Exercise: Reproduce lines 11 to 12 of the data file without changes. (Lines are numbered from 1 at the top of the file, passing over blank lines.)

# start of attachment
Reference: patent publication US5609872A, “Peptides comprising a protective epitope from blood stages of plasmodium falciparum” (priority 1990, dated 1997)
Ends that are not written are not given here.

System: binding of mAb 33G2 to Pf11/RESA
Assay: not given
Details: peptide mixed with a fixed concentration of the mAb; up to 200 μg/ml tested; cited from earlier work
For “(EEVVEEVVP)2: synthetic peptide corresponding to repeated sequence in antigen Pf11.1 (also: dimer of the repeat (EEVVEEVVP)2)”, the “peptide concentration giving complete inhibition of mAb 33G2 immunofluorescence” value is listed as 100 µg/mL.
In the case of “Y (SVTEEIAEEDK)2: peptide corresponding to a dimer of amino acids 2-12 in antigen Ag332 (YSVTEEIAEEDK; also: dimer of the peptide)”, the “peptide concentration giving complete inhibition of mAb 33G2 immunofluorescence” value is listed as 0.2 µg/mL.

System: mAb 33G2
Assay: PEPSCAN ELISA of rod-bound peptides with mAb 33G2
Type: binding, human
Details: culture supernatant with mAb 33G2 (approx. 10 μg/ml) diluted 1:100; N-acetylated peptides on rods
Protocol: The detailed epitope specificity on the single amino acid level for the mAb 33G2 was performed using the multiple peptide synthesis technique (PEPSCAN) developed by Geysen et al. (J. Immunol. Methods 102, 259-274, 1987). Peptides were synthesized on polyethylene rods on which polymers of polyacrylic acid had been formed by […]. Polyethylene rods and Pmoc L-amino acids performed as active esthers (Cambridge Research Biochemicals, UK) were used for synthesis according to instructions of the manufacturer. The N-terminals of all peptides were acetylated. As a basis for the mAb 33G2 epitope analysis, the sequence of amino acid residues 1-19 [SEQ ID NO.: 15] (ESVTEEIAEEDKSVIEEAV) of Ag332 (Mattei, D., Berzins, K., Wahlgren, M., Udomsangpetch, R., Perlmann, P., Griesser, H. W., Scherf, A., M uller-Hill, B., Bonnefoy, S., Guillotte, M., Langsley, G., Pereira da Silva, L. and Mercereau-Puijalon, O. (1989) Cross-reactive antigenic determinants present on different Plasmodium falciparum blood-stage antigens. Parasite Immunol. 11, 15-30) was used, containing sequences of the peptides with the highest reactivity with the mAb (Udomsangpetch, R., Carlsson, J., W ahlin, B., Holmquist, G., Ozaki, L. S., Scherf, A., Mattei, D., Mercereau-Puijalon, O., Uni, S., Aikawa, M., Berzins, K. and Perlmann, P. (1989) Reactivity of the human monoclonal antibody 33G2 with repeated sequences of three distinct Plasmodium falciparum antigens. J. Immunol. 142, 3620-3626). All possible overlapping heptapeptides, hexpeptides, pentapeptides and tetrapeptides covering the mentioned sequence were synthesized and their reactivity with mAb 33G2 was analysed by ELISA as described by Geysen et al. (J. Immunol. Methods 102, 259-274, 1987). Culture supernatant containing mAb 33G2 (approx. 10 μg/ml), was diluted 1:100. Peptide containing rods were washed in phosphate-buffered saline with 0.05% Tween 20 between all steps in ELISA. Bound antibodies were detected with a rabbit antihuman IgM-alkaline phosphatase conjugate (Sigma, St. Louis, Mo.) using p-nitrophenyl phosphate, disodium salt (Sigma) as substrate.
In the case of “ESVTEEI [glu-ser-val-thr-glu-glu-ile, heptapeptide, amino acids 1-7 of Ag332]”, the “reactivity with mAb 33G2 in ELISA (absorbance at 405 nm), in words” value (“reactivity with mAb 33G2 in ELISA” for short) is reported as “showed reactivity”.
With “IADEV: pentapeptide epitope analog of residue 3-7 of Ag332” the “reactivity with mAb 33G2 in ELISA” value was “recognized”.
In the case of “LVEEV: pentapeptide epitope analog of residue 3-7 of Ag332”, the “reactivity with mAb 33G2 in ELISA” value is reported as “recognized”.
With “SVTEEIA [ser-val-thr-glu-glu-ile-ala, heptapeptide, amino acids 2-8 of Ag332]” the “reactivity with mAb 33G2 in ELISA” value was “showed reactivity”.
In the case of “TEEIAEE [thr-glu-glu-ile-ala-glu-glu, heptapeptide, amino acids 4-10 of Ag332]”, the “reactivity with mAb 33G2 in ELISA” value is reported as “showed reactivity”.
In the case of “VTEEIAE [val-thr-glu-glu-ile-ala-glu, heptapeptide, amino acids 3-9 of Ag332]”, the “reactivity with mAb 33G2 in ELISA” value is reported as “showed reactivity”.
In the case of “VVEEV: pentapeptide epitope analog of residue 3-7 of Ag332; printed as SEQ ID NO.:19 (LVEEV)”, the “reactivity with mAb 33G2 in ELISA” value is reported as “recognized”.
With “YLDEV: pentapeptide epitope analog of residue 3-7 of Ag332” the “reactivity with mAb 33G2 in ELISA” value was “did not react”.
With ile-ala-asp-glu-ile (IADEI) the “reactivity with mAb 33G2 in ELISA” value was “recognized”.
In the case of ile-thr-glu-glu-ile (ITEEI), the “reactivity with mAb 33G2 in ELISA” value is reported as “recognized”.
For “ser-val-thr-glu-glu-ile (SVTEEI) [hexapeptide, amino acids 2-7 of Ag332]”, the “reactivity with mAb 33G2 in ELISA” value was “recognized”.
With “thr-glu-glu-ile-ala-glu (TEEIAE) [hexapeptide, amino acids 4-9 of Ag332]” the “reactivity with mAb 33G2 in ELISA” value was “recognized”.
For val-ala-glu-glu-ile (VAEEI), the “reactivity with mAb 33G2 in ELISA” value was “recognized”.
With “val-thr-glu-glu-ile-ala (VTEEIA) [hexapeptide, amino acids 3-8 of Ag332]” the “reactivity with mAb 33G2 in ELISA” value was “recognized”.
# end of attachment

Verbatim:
Details: culture supernatant with mAb 33G2 (approx. 10 μg/ml) diluted 1:100; N-acetylated peptides on rods
Protocol: The detailed epitope specificity on the single amino acid level for the mAb 33G2 was performed using the multiple peptide synthesis technique (PEPSCAN) developed by Geysen et al. (J. Immunol. Methods 102, 259-274, 1987). Peptides were synthesized on polyethylene rods on which polymers of polyacrylic acid had been formed by […]. Polyethylene rods and Pmoc L-amino acids performed as active esthers (Cambridge Research Biochemicals, UK) were used for synthesis according to instructions of the manufacturer. The N-terminals of all peptides were acetylated. As a basis for the mAb 33G2 epitope analysis, the sequence of amino acid residues 1-19 [SEQ ID NO.: 15] (ESVTEEIAEEDKSVIEEAV) of Ag332 (Mattei, D., Berzins, K., Wahlgren, M., Udomsangpetch, R., Perlmann, P., Griesser, H. W., Scherf, A., M uller-Hill, B., Bonnefoy, S., Guillotte, M., Langsley, G., Pereira da Silva, L. and Mercereau-Puijalon, O. (1989) Cross-reactive antigenic determinants present on different Plasmodium falciparum blood-stage antigens. Parasite Immunol. 11, 15-30) was used, containing sequences of the peptides with the highest reactivity with the mAb (Udomsangpetch, R., Carlsson, J., W ahlin, B., Holmquist, G., Ozaki, L. S., Scherf, A., Mattei, D., Mercereau-Puijalon, O., Uni, S., Aikawa, M., Berzins, K. and Perlmann, P. (1989) Reactivity of the human monoclonal antibody 33G2 with repeated sequences of three distinct Plasmodium falciparum antigens. J. Immunol. 142, 3620-3626). All possible overlapping heptapeptides, hexpeptides, pentapeptides and tetrapeptides covering the mentioned sequence were synthesized and their reactivity with mAb 33G2 was analysed by ELISA as described by Geysen et al. (J. Immunol. Methods 102, 259-274, 1987). Culture supernatant containing mAb 33G2 (approx. 10 μg/ml), was diluted 1:100. Peptide containing rods were washed in phosphate-buffered saline with 0.05% Tween 20 between all steps in ELISA. Bound antibodies were detected with a rabbit antihuman IgM-alkaline phosphatase conjugate (Sigma, St. Louis, Mo.) using p-nitrophenyl phosphate, disodium salt (Sigma) as substrate.